back to article Theranos founder Elizabeth Holmes's arguments for new trial deemed spurious – just like her tech

Elizabeth Holmes, founder of debunked blood-testing startup Theranos, will be sentenced next week after a federal judge denied her request for a new trial. In January 2022, Holmes, 38, was convicted on charges of wire fraud and defrauding investors. Her lawyers, however, argued she deserved a fresh trial when key witness Adam …

  1. VoiceOfTruth Silver badge

    Imagine if she cashed a dud cheque

    She would already be in the slammer. But different rules apply when you are wealthy.

    1. Neil Barnes Silver badge

      Re: Imagine if she cashed a dud cheque

      Wealthy? Does that mean she gets to keep the proceeds of her fraud? That'll be handy when she gets out...

      1. Roj Blake Silver badge

        Re: Imagine if she cashed a dud cheque

        A lot of the proceeds will be sat in the Caymans or in Switzerland.

        1. SundogUK Silver badge

          Re: Imagine if she cashed a dud cheque

          I think most of her 'wealth' was in Theranos shares, so not worth a bean any more.

      2. Anonymous Coward
        Anonymous Coward

        Re: Imagine if she cashed a dud cheque

        What planet do you live on? She married William "Billy" Evans, who is rich the old fashion way, he inherited his money. They live in a $135M property in Woodside, which is part of Silicon Valley near Stanford University.

      3. Michael Wojcik Silver badge

        Re: Imagine if she cashed a dud cheque

        Wealthy? Does that mean she gets to keep the proceeds of her fraud?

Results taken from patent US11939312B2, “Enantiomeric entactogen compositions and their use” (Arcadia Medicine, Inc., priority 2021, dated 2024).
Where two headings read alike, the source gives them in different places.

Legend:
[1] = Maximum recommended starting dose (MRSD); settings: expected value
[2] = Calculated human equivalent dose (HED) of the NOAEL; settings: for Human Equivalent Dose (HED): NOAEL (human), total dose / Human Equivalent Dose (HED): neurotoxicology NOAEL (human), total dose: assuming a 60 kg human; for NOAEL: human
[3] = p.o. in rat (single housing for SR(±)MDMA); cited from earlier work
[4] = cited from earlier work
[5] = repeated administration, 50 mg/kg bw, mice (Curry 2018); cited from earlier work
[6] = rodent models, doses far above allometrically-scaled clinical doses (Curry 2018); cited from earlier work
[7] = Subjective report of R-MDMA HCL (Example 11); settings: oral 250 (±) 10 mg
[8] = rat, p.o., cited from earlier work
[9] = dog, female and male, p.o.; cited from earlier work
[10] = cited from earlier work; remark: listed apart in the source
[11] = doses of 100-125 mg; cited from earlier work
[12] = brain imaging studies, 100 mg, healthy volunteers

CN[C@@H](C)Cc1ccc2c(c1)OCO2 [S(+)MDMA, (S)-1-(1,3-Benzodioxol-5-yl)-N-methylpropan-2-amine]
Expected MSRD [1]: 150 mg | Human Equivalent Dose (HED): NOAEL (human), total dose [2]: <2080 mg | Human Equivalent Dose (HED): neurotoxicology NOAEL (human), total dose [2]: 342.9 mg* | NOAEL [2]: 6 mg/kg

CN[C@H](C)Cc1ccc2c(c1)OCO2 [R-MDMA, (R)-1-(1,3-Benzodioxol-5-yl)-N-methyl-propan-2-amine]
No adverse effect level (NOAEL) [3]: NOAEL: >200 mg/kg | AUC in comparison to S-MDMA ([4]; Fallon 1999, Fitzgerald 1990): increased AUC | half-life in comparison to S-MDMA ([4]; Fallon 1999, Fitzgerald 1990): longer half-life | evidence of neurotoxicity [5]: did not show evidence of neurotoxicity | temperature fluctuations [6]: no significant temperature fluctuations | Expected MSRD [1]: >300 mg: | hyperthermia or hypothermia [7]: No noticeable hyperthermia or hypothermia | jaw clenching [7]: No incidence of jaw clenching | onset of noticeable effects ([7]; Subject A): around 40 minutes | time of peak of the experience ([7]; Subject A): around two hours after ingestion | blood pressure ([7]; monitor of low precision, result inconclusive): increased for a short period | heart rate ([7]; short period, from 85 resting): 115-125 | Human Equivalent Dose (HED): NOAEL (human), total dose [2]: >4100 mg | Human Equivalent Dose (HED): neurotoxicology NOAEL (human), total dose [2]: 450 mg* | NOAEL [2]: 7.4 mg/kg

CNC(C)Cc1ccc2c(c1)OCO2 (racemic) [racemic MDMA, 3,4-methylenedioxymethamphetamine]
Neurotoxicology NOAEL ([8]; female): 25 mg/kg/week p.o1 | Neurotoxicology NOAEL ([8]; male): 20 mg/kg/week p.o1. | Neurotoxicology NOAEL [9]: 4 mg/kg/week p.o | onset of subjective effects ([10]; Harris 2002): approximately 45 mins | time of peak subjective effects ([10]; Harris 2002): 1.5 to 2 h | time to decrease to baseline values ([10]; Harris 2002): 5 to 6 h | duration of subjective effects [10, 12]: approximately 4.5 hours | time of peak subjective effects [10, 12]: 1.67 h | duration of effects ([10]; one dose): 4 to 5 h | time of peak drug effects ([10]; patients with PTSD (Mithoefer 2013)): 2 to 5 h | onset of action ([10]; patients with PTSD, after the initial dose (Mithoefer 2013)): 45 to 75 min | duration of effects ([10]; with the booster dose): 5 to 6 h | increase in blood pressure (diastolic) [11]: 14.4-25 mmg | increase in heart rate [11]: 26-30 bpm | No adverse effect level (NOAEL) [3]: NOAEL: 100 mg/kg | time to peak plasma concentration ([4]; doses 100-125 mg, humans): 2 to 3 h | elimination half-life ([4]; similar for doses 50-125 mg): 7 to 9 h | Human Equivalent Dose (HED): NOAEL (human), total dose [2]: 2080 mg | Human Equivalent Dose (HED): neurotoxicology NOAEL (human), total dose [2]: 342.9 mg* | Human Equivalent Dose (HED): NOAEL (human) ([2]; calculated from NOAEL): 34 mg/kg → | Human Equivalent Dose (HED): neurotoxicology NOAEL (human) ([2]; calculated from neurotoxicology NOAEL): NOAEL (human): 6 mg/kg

From the point of view of a legal team on contingency, she's wealthy until she runs out of appeals. Which is what's just happened, it appears.

        Honestly I don't have a problem with that, either. She's entitled to a defense. I'm not questioning the verdict, and I suspect if I'd been on the jury I would have voted to convict as well.

        But I also agree that we need better funding for public defense, to reduce inequity in the system. And we need to cut down on prosecutorial abuse of the plea-bargain system, and on the "chickenshit prosecutor" phenomenon that discourages prosecution of wealthy and powerful offenders.

  2. aerogems Silver badge
    Thumb Up

    Good

    Not only was the prosecution's case strong enough that no one witness would sink it, the woman went and got herself pregnant in a pretty shameless and obvious attempt to keep her out of prison as much as possible.

    And even if we believe her story that she was in an abusive relationship, in the US that is not an excuse for the massive fraud she was part of. Not to mention how people's health was put in jeopardy because of that fraud. I don't care about the investors who claim they were defrauded... you pays your money and you takes your chances when you choose to invest in a company. The doctors and their patients who were defrauded are the people I care about. So she can go directly to jail. Do not pass go, do not collect any reduced sentences for being pregnant.

    1. hmas

      Re: Good

      I'd second this. There were enough dissenting/sceptical voices that if an investor listened hard enough they'd have known it was too good to be true. It was the medical equivalent of the mechanical turk.

    2. My other car WAS an IAV Stryker
      Childcatcher

      Re: Good

      That's gonna' be one messed-up kid: Mom a convicted fraudster, conceived as a ploy... Way to give the next generation another dose of depression/anxiety in advance!

      Icon: I'm not joking, though. If you can't raise them decently, don't have kids! ===>

  3. Anonymous Coward
    Anonymous Coward

    She better be careful

    Prison is just full of cheats, liars, crooks and the like.

    1. Pascal Monett Silver badge

      Seems like she'll be right at home - except no longer on the top rung of the ladder.